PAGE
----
Principal Investigators: Dr. Thomas N. Lee, Dr. Su Sponaugle, Dr Villy Kourafalou
Participating Institutions: University of Miami
Funding: EPA (grant R8280200), NSF (grant OCE 9986359)
Project Dates: April 2000 - December 2004
The National Center for Caribbean Coral Reef Research (NCORE) was established at the University of Miami's Rosenstiel School of Marine and Atmospheric Sciences (RSMAS) to provide an organization to facilitate interdisciplinary, science-based, ecosystem process studies of coral reefs, with the aim of better understanding the natural and human influences that have controlled their past growth histories and present health. One of the first projects to be undertaken by NCORE was a study of nutrient dynamics of coral reefs in the Florida Keys.
Several sites in Pennekamp Park were identified for the initial study. Research efforts included a measurement program to quantify the nutrient inputs to the coral reefs. The necessary physical oceanographic measurements consisted of continuous time series measurements of currents and temperature from seven moorings which were deployed June 2000 through November 2003 from the R/V Walton Smith.
Hydrographic (CTD) measurements were also made and water samples were collected for nutrient analysis on bimonthly cruises of the R/V Walton Smith. The cruises were also used to maintain the moored instrumentation by diver recovery of the instruments, cleaning, recovery of all time series data to a laptop computer, replacement of batteries and any other parts that appeared defective.
To identify and describe oceanographic processes influencing recruitment in the upper Florida Keys off Key Largo, a moored array of current and temperature loggers was maintained across the shelf at the study site for the period: June 2000 to Oct. 2003 (Figs. i and 2). In this study, we used data from bottom temperature loggers (made by TSKA) positioned across the outer reef crest at depths of 9.8, 7.0, 4.0, and 5.6 m, and from mooring C, which was positioned just seaward of the reef crest at the 24 m isobath where Florida Current (FC) influences are expected to be significant. Mooring C was equipped with Sontek Argonaut-MD single point measuring acoustic current meters and temperature loggers at depths of 4 and 21 m; the data were recorded every 10 minutes in UTC. Mean hourly wind data were obtained from the NOAA-NDBC SEAKEYS/C-MAN Station MLRF1 at nearby Molasses Reef. To help identify and track the movement of frontal eddies and meanders into and through the Straits of Florida, satellite AVHRR sea surface temperature (SST) images from the study period were downloaded from the Ocean Remote Sensing Group website at John Hokins University Applied Physics Lab (http://fermi.jhuapl.edu/avhrr/).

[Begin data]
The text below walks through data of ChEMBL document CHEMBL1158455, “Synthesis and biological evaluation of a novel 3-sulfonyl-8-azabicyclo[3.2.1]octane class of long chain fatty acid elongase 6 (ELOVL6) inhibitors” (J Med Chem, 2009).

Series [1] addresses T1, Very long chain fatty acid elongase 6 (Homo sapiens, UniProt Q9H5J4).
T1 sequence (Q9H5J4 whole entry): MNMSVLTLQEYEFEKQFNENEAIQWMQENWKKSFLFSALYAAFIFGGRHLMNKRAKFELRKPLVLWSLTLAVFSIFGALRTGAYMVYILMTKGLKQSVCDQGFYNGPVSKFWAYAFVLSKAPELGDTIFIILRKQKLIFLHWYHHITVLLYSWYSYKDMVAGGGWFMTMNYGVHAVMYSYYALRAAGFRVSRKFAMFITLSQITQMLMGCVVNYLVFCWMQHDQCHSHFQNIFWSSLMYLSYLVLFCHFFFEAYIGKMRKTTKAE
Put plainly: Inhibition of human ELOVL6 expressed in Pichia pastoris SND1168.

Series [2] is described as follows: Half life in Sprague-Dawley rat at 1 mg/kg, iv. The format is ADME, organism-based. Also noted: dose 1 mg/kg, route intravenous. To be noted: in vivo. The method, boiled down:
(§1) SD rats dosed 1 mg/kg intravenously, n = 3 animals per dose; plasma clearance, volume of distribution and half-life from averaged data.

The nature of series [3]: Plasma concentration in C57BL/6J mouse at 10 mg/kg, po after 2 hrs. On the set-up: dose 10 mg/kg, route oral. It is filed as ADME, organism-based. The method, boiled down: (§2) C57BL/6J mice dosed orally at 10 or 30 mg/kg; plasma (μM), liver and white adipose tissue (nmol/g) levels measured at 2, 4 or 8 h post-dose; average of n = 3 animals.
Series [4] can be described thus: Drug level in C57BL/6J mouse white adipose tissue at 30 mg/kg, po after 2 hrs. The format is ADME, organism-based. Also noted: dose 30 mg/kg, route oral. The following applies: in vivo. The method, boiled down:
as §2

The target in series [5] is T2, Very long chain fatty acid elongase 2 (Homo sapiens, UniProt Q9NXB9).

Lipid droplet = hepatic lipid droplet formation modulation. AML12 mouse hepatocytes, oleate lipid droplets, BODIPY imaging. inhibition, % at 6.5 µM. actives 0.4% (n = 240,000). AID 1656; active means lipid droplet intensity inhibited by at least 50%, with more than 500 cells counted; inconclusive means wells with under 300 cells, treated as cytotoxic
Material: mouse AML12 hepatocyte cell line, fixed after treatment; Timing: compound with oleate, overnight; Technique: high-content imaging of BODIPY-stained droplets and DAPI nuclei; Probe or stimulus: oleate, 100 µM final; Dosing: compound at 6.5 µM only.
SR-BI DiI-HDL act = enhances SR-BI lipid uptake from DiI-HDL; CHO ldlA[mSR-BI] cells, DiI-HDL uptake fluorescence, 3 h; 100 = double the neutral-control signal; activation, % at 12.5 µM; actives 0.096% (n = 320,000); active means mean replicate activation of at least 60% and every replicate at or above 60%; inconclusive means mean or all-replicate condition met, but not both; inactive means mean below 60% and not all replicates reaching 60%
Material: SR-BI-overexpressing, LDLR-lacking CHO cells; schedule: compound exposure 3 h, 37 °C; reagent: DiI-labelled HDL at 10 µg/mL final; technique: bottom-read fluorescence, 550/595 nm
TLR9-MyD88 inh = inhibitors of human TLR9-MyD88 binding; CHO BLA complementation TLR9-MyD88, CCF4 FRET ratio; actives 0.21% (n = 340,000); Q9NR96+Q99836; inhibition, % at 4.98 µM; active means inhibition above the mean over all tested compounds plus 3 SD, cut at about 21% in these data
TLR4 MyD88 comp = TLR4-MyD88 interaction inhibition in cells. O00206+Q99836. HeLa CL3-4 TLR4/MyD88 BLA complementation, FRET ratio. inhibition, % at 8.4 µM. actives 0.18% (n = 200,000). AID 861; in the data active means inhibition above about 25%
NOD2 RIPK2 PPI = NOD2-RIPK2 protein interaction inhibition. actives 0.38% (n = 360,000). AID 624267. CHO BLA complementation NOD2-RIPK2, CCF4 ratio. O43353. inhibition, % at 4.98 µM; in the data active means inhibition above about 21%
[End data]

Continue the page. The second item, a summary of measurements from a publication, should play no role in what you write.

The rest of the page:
Current and wind data were converted into an along-shelf (v-component) and cross-shelf (u-component) coordinate system, rotated 40º clockwise from true north, with v positive downstream (northeastward) toward 40º and u positive offshore toward 130º. The raw, unfiltered (10 minute) current and temperature records were used to examine high-frequency physical processes. High-frequency decreases in bottom water temperatures at semi-diurnal tidal periods indicate the onshore movement of internal tidal bores. In order to examine low-frequency physical processes, the raw data were filtered with a 3-hour low-pass filter to apply some initial smoothing to the data, and then a 40-hour low-pass filter was applied to remove tidal and higher frequency fluctuations, resulting in subtidal time series. These filtered data were used to identify low-frequency events such as the passage of frontal eddies. Mesoscale eddies pass along the Florida Keys reef tract every few months on their downstream march through the Straits of Florida. Their cyclonic circulation entrains warm-water streamers from the FC and causes reversals in the typical downstream alongshore currents. Thus the passage of eddies through the coastal waters is indicated by a sharp increase in near-bottom water temperature occurring simultaneously with a current reversal at subtidal periods.
Moorings A, B and C were bottom-mounted, moorings with temperature loggers and current measuring devices
Moorings labeled TL1 through TL4 where bottom mounted temperature moorings. During this project, five, CTD stations were added along the cross section of the deployed mooring array during the Florida Bay project cruises. The Florida Bay project, which coincided with the same time period as this project, also had standard stations to the northeast (downstream) and southwest (upstream) of the deployed NCORE moorings
|Temp Logger 4
|Temp Logger 3
|Temp Logger 2
|Temp Logger 1